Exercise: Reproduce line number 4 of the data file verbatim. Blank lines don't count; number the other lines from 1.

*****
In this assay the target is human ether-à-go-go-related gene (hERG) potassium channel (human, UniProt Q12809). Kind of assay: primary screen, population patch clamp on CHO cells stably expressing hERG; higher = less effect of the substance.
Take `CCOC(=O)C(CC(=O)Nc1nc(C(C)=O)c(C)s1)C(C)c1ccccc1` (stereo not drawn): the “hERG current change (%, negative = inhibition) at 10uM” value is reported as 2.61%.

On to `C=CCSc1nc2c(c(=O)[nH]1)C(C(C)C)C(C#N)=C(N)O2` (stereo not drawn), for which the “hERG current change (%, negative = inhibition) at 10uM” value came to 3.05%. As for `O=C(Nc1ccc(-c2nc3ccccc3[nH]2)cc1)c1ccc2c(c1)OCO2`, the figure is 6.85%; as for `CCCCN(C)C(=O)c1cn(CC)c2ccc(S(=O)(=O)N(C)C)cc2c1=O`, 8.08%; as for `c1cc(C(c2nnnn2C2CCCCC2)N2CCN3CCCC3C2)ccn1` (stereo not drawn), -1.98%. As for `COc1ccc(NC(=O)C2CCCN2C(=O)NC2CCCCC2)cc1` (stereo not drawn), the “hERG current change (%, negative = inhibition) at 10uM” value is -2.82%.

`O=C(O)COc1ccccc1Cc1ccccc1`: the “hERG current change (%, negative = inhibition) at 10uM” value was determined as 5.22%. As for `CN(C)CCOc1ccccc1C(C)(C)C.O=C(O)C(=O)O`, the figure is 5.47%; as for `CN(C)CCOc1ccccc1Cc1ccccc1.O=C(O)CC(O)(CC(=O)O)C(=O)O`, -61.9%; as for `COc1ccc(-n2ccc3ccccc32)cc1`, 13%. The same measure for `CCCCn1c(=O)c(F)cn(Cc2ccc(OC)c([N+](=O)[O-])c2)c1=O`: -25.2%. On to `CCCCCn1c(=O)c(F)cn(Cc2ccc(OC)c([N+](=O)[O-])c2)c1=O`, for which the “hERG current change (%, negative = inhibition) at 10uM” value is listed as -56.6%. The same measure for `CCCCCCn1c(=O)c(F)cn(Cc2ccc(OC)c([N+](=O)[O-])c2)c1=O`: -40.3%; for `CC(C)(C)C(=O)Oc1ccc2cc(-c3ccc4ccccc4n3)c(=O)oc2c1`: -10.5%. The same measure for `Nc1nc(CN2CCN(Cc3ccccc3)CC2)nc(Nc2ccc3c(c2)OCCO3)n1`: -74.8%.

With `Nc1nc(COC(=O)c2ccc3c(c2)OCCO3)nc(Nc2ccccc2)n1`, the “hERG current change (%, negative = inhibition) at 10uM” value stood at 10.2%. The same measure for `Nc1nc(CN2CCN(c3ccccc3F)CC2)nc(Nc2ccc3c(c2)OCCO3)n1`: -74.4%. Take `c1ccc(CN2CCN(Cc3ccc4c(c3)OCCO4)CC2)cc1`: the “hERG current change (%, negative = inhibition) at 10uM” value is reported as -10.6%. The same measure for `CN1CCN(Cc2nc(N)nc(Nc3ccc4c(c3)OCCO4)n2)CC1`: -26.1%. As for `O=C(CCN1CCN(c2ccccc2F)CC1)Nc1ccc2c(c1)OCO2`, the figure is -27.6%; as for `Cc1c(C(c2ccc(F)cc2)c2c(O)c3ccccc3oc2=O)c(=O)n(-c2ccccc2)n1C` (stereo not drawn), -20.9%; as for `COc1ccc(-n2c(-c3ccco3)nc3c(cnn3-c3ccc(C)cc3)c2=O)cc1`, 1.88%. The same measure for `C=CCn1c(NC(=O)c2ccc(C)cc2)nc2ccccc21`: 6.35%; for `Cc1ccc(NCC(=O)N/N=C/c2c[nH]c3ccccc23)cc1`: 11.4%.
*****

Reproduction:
`O=C(O)COc1ccccc1Cc1ccccc1`: the “hERG current change (%, negative = inhibition) at 10uM” value was determined as 5.22%. As for `CN(C)CCOc1ccccc1C(C)(C)C.O=C(O)C(=O)O`, the figure is 5.47%; as for `CN(C)CCOc1ccccc1Cc1ccccc1.O=C(O)CC(O)(CC(=O)O)C(=O)O`, -61.9%; as for `COc1ccc(-n2ccc3ccccc32)cc1`, 13%. The same measure for `CCCCn1c(=O)c(F)cn(Cc2ccc(OC)c([N+](=O)[O-])c2)c1=O`: -25.2%. On to `CCCCCn1c(=O)c(F)cn(Cc2ccc(OC)c([N+](=O)[O-])c2)c1=O`, for which the “hERG current change (%, negative = inhibition) at 10uM” value is listed as -56.6%. The same measure for `CCCCCCn1c(=O)c(F)cn(Cc2ccc(OC)c([N+](=O)[O-])c2)c1=O`: -40.3%; for `CC(C)(C)C(=O)Oc1ccc2cc(-c3ccc4ccccc4n3)c(=O)oc2c1`: -10.5%. The same measure for `Nc1nc(CN2CCN(Cc3ccccc3)CC2)nc(Nc2ccc3c(c2)OCCO3)n1`: -74.8%.